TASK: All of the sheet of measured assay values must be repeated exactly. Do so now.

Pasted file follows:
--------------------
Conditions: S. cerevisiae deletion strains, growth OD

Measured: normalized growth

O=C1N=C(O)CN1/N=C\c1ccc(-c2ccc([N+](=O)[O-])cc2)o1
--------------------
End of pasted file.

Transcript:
Conditions: S. cerevisiae deletion strains, growth OD

Measured: normalized growth

O=C1N=C(O)CN1/N=C\c1ccc(-c2ccc([N+](=O)[O-])cc2)o1